DISCUSSION

 

 [¶6]     The district court denied intervention both as a mater of right and permissively. W.R.C.P. 24(a)(2) permits a party to intervene as of right in an action and provides in pertinent part:

 

            (a) Intervention of right. Upon timely application anyone shall be permitted to intervene in an action:

 

. . .

 

(2)  When the applicant claims an interest relating to the property or transaction which is the subject of the action and the applicant is so situated that the disposition of the action may as a practical matter impair or impede the applicant's ability to protect that interest, unless the applicant's interest is adequately represented by existing parties.

 

Intervention may be allowed permissively when the intervenor's claim or defense has a question of fact or law in common with the main action and the court in its discretion determines intervention will not unduly delay or prejudice the adjudications of the rights of the original parties.  W.R.C.P. 24(b)(2).

 

[¶7]      In State Farm Mutual Automobile Insurance Company v. Colley, 871 P.2d 191, 194 (Wyo. 1994) (citations omitted), we stated the standard of review in matters involving claims of intervention as a matter of right:

 

Four conditions must be satisfied to permit intervention as of right under W.R.C.P. 24(a)(2).  First, the applicant must claim an interest related to the property or transaction which is the subject of the action.  Second, the applicant must be so situated that the disposition of the action may, as a practical matter, impair or impede the applicant's ability to protect that interest.  Third, there must be a showing that the applicant's interest will not be adequately represented by the existing parties.  Fourth, the application for intervention must be timely. An applicant who fails to meet any one of these conditions is not permitted to intervene as of right under W.R.C.P. 24(a)(2). . . .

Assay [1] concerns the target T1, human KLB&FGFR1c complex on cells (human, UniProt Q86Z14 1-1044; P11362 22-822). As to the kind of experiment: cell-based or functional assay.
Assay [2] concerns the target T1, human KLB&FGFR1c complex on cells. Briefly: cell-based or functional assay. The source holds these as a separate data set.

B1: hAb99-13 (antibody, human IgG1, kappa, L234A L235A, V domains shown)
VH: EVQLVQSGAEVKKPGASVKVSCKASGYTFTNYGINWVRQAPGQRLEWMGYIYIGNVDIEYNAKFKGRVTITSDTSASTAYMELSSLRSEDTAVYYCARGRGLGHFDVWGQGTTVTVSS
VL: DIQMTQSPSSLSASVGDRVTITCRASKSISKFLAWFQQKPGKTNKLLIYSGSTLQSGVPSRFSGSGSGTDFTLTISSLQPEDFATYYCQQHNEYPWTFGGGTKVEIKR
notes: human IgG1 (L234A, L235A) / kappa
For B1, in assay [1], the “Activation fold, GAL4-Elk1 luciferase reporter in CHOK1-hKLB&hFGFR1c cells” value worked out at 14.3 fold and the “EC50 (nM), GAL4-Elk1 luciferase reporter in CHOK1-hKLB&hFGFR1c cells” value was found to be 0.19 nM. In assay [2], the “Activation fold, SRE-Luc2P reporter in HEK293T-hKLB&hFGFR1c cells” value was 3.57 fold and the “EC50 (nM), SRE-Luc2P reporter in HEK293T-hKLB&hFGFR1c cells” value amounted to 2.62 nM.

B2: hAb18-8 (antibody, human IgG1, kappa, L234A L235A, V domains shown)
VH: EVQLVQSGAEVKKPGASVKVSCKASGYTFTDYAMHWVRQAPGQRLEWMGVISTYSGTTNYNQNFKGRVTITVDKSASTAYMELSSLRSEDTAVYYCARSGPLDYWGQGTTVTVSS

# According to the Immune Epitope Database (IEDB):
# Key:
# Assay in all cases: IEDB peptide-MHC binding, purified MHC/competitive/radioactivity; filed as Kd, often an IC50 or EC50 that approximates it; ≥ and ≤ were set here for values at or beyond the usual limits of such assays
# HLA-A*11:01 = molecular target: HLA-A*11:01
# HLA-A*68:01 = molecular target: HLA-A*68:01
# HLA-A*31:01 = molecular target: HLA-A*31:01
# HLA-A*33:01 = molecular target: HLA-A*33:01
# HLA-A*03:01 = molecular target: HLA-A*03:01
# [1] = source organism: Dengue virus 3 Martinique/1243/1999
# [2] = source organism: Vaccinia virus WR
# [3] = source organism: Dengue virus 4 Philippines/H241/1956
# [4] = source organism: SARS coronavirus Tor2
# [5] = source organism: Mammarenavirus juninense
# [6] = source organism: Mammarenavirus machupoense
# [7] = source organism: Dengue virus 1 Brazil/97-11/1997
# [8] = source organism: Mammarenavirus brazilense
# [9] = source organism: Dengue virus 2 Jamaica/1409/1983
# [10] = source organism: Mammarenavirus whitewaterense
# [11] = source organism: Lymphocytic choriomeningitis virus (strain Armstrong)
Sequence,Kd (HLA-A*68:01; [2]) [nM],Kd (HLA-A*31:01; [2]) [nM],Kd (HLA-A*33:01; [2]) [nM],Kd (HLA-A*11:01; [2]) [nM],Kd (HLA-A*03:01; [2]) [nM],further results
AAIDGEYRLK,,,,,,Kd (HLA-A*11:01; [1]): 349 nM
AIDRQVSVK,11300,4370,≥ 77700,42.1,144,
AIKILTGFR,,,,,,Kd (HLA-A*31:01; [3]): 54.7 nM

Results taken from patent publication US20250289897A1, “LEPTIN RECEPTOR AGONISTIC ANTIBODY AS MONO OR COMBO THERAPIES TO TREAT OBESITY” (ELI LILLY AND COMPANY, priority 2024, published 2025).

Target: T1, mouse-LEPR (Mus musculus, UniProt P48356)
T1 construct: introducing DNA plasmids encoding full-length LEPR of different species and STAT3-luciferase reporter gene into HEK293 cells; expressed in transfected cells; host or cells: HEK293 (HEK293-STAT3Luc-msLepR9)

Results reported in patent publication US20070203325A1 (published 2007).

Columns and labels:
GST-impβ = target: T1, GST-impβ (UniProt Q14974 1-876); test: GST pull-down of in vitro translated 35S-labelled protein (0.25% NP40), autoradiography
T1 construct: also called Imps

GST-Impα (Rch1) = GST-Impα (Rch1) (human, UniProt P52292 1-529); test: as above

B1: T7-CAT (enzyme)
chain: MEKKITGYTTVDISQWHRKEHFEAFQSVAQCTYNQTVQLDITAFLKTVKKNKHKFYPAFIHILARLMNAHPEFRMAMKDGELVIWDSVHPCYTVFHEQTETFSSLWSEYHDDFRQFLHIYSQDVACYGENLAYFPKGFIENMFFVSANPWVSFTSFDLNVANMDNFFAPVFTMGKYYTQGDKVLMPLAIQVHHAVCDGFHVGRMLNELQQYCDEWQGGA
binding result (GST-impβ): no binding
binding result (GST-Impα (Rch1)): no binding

Questions of law and judicial discretion are presented by the denial of a motion to intervene.  This court accords no deference to a district court's decisions on issues of law. Therefore, if the district court erroneously denied intervention as of right under the first, second or third conditions of W.R.C.P. 24(a)(2), we will reverse.  However, the determination of the timeliness of an application to intervene is a matter within the discretion of the district court.  The district court is permitted to weigh the timeliness of an application to intervene in light of the circumstances of the particular case, including whether the applicant may have sought intervention earlier.  Therefore, to prevail on an appeal from a finding that an application to intervene is untimely, an abuse of discretion must be demonstrated.